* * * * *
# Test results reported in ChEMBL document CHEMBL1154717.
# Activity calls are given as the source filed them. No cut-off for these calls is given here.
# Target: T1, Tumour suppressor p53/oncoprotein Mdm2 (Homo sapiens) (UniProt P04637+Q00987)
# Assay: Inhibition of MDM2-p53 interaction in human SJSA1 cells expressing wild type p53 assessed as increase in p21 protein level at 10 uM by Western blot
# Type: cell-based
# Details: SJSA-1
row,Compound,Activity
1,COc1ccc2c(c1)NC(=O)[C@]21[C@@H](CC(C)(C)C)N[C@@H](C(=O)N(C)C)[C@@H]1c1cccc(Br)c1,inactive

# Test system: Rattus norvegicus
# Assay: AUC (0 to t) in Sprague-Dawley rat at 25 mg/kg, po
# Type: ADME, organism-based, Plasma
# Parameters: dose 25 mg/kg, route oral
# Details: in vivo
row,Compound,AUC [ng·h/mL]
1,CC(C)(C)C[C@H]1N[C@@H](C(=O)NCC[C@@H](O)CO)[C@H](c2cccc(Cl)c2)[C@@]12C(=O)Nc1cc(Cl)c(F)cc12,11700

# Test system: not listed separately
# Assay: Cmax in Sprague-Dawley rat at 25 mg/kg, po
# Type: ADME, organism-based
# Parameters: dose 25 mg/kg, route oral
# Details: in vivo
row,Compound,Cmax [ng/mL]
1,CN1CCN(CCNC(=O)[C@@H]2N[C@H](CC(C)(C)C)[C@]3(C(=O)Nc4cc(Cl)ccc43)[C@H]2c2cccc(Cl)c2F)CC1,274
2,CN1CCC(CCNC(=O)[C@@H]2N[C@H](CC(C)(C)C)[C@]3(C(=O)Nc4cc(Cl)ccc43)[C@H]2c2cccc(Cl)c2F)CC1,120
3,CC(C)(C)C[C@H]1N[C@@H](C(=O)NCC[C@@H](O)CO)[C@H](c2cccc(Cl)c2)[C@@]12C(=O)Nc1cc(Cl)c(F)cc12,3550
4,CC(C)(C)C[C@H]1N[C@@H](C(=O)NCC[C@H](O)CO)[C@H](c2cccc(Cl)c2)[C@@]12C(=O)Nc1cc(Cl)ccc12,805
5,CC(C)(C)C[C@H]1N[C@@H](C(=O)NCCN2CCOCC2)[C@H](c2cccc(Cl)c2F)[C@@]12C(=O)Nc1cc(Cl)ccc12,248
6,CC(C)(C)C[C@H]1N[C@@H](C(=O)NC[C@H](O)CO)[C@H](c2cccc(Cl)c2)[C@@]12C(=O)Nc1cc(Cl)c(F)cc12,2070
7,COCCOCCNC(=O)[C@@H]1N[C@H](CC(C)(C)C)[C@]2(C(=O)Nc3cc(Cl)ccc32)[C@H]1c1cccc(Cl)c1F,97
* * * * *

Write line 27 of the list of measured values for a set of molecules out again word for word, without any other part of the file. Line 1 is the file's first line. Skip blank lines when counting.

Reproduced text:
6,CC(C)(C)C[C@H]1N[C@@H](C(=O)NC[C@H](O)CO)[C@H](c2cccc(Cl)c2)[C@@]12C(=O)Nc1cc(Cl)c(F)cc12,2070